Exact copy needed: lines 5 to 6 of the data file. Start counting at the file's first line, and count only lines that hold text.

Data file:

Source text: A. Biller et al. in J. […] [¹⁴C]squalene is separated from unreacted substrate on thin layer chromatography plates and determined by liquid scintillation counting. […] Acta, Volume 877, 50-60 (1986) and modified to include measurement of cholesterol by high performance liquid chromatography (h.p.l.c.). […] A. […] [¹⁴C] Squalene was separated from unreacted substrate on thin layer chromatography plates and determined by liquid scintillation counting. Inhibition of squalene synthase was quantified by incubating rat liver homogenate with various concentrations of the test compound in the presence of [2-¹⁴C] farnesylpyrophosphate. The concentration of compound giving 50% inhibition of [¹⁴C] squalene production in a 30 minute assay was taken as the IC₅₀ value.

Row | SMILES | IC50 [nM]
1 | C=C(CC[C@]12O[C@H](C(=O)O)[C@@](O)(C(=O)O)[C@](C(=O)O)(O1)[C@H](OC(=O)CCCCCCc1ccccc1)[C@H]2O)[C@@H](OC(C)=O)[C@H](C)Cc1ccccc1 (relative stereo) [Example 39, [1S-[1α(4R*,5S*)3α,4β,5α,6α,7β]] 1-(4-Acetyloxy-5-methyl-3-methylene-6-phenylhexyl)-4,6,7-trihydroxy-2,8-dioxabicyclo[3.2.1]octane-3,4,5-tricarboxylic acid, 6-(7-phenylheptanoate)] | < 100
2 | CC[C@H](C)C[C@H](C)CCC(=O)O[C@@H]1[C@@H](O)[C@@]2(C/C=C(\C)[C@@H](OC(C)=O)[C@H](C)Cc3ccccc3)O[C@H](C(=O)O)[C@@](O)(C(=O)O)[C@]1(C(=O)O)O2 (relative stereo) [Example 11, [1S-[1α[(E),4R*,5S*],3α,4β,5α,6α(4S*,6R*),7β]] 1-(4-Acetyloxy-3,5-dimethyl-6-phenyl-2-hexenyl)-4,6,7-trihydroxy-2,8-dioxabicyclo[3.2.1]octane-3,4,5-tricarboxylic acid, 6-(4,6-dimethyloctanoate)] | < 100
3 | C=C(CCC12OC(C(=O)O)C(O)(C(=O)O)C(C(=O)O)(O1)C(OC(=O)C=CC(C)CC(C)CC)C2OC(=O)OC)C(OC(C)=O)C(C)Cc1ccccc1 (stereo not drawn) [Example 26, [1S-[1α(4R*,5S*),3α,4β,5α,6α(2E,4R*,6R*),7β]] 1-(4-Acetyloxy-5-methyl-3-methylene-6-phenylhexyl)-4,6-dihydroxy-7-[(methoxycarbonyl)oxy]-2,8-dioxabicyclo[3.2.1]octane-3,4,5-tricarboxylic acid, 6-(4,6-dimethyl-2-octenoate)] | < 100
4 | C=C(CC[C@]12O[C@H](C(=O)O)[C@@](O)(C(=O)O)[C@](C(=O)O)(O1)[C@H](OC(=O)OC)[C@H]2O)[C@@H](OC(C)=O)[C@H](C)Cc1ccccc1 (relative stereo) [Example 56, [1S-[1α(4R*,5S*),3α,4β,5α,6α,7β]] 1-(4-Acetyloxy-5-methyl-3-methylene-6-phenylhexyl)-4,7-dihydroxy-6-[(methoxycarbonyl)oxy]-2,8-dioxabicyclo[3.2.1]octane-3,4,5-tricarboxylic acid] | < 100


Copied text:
3 | C=C(CCC12OC(C(=O)O)C(O)(C(=O)O)C(C(=O)O)(O1)C(OC(=O)C=CC(C)CC(C)CC)C2OC(=O)OC)C(OC(C)=O)C(C)Cc1ccccc1 (stereo not drawn) [Example 26, [1S-[1α(4R*,5S*),3α,4β,5α,6α(2E,4R*,6R*),7β]] 1-(4-Acetyloxy-5-methyl-3-methylene-6-phenylhexyl)-4,6-dihydroxy-7-[(methoxycarbonyl)oxy]-2,8-dioxabicyclo[3.2.1]octane-3,4,5-tricarboxylic acid, 6-(4,6-dimethyl-2-octenoate)] | < 100
4 | C=C(CC[C@]12O[C@H](C(=O)O)[C@@](O)(C(=O)O)[C@](C(=O)O)(O1)[C@H](OC(=O)OC)[C@H]2O)[C@@H](OC(C)=O)[C@H](C)Cc1ccccc1 (relative stereo) [Example 56, [1S-[1α(4R*,5S*),3α,4β,5α,6α,7β]] 1-(4-Acetyloxy-5-methyl-3-methylene-6-phenylhexyl)-4,7-dihydroxy-6-[(methoxycarbonyl)oxy]-2,8-dioxabicyclo[3.2.1]octane-3,4,5-tricarboxylic acid] | < 100